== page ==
A man holds a copy of Cumhuriyet opposition daily newspaper reading "We want Justice" as journalists and people march to the courthouse from Cumhuriyet daily's headquarters on July 24, 2017 in Istanbul. AFP / OZAN KOSE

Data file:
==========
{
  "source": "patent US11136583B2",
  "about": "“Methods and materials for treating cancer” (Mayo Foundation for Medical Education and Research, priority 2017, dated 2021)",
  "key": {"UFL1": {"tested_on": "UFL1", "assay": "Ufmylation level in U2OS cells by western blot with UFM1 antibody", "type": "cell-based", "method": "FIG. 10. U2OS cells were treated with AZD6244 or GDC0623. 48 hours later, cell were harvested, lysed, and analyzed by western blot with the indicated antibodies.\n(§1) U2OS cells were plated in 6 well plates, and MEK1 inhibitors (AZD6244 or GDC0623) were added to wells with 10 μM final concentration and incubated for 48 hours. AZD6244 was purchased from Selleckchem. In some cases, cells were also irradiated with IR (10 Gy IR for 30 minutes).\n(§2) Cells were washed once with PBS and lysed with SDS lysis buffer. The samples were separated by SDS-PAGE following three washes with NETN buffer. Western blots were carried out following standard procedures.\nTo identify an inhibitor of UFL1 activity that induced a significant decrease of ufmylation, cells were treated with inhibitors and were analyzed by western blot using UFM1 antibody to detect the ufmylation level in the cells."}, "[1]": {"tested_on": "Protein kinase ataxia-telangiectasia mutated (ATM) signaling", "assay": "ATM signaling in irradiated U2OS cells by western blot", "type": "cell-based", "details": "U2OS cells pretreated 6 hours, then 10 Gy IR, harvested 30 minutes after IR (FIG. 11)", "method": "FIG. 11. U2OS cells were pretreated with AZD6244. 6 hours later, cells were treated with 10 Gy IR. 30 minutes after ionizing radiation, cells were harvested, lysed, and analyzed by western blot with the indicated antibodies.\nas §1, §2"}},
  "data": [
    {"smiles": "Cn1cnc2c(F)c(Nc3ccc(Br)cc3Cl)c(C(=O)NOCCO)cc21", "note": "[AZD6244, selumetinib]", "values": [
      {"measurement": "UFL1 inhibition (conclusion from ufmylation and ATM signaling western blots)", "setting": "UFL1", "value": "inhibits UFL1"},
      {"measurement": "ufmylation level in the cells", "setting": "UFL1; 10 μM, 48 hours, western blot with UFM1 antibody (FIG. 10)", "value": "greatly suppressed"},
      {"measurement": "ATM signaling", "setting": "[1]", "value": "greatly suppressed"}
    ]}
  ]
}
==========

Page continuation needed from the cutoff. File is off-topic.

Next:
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Directors and journalists from one of Turkey's most respected opposition newspapers went trial Monday after spending over eight months behind bars in a case which has raised new alarm over press freedoms under President Recep Tayyip Erdogan.The opposition fears the state of emergency has been used to go after anyone who dares defy the government and the trial is seen as a test for press freedoms under Erdogan.According to the P24 press freedom group, there are 166 journalists behind bars in Turkey, most of whom were arrested under the state of emergency.Erdogan, however, insisted in an interview earlier this month there were just "two real journalists" behind bars in Turkey. The 17 are charged with supporting in the newspaper's writings no less than three groups considered by Turkey as terror outfits -- the Kurdistan Workers Party (PKK), the ultra-left Revolutionary People's Liberation Party-Front (DHKP-C) and Gulen's movement, which Ankara calls the Fethullah Terror Organisation (FETO).
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